Squat down, keeping your knees stacked over your ankles, like you are sitting your hips down into a chair with your chest lifted. After a milli-second hold, pulse your hips up one inch and down one inch, slow and controlled, before standing back up. You really want to feel the burn in your quads here, especially controlling that small pulse up and down, keeping that controlled movement in your hips and not bouncing from your knees.
You can even add in a shoulder press here too, lifting the weight above your head as you rise in your full squat.
3. Crescent Lunge Lunges
Another lower body exercise, begin in a crescent lunge position, with your right knee stacked over your right ankle and your hips square and even with one another (think of the headlights on your car). With your shoulders stacked over your hips and your belly button pulled to your spine to fire up your core, lower your back knee to hover one to two inches off of the mat, hold for about a half-second before rising.
You can make this a compound movement (aka get even more bang for your buck!) by holding onto your weights and/or adding in a hammer curl (palms face one another, elbows glued to your side body), lifting and lowering your weights as you lift and lower your back knee.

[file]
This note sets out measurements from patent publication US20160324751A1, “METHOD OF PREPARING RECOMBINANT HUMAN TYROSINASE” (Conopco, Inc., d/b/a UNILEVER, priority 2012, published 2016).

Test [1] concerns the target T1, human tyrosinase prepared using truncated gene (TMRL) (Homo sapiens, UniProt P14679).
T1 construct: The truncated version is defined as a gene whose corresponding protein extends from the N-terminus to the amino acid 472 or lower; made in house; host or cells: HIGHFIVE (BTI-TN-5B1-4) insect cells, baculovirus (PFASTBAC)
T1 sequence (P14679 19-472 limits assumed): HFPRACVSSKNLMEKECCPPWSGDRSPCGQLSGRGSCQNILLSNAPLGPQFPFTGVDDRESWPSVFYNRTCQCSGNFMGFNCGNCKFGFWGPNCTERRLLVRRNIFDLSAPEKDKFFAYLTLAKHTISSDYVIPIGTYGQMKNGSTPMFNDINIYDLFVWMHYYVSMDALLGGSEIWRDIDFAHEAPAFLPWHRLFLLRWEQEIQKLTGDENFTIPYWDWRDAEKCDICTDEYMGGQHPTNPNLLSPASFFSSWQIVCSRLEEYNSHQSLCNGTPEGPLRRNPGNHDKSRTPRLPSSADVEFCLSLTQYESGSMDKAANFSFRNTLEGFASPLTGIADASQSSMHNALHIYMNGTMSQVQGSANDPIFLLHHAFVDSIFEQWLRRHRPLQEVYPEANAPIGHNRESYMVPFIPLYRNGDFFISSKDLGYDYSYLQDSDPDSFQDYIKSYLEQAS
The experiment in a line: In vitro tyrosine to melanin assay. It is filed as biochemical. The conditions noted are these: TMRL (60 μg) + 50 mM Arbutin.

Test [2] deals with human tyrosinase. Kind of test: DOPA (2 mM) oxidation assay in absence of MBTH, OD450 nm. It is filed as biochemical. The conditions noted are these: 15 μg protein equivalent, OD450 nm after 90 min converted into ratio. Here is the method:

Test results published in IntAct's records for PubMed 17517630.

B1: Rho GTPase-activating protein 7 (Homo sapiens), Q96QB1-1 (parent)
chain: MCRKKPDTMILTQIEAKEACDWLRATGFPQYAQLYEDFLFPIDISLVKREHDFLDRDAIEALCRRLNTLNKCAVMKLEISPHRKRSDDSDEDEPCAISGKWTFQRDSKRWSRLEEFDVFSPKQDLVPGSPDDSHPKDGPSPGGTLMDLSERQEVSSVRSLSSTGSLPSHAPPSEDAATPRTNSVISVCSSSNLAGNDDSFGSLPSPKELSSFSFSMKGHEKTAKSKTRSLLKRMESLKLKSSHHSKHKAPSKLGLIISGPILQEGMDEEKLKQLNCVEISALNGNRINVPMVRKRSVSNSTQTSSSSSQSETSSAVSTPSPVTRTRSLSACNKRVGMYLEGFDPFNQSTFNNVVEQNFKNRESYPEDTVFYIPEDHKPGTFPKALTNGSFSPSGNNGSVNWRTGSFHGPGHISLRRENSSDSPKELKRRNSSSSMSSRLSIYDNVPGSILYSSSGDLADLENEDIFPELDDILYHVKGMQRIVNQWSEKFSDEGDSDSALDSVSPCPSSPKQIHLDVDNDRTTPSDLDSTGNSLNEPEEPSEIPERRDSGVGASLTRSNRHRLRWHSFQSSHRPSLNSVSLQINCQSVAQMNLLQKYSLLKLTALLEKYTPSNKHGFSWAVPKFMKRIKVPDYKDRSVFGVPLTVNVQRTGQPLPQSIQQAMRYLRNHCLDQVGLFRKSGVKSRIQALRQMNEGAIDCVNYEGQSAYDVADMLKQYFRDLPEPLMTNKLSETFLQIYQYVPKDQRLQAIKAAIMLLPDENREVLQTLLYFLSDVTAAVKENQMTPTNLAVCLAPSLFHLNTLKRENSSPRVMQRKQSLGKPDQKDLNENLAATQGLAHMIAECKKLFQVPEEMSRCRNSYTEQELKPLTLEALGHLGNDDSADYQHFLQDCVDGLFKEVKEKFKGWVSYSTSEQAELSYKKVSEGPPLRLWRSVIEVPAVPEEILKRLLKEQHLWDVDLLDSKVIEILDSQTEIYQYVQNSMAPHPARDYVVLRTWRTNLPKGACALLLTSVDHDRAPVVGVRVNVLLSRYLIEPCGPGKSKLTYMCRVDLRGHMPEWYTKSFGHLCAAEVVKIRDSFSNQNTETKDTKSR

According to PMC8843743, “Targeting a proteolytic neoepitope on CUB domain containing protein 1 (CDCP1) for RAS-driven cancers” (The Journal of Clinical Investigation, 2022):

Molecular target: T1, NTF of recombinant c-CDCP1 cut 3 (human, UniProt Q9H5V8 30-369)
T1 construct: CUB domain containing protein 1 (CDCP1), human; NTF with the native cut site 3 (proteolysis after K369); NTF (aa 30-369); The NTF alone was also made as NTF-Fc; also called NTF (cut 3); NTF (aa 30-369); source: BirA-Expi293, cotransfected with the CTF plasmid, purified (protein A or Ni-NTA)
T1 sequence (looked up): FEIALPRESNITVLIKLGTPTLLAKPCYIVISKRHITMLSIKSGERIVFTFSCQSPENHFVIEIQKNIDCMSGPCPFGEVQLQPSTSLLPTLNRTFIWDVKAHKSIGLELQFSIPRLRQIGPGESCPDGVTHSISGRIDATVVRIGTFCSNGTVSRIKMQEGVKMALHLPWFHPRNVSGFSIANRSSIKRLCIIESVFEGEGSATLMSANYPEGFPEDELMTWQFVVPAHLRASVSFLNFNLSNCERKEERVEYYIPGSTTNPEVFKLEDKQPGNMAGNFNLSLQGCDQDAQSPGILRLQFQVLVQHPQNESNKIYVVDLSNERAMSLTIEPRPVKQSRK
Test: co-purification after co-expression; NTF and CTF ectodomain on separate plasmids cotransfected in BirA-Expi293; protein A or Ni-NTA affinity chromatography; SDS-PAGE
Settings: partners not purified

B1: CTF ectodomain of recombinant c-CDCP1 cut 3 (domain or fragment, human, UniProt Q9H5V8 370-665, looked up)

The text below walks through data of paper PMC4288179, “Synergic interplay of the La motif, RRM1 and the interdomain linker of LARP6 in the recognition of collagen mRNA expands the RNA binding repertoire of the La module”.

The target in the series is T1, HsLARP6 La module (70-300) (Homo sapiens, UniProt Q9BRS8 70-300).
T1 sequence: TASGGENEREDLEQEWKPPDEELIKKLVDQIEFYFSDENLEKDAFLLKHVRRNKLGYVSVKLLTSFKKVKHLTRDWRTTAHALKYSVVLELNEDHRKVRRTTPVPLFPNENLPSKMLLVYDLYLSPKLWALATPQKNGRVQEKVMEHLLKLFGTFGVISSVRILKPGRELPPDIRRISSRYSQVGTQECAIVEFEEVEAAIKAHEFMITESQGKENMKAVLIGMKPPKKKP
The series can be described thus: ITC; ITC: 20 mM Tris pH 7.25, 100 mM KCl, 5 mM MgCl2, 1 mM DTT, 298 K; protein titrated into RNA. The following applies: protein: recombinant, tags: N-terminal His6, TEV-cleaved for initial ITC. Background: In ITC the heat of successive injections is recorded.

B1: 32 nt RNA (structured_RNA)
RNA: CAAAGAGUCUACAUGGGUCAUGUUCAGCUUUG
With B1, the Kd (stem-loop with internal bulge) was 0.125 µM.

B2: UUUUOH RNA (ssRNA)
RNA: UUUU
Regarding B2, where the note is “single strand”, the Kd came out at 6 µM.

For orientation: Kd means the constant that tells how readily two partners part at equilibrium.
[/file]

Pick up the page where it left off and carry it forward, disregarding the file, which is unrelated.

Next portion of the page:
Repeat on the other side, and it’s super important here to keep your front knee stacked over your front ankle; it should never jut out over as this movement is all about your back knee. You can also add in pulses (Can you tell I like pulses?) after your set of lunges by hovering your back knee one to two inches off of your mat and pulsing up one inch and down one inch, slow and controlled.
4. Glute Bridges With a Chest Press
Again, another compound movement possibility, as this can turn into a full-body workout if you are pressed on time or looking for an added challenge.
Lying on your back, bring your feet a little wide than hips-width distance apart and walk your heels close to your glutes. If you just want to focus on your booty, you can bring a set of weights to your hips, one in each hand to add a bit more weight to your glute bridges.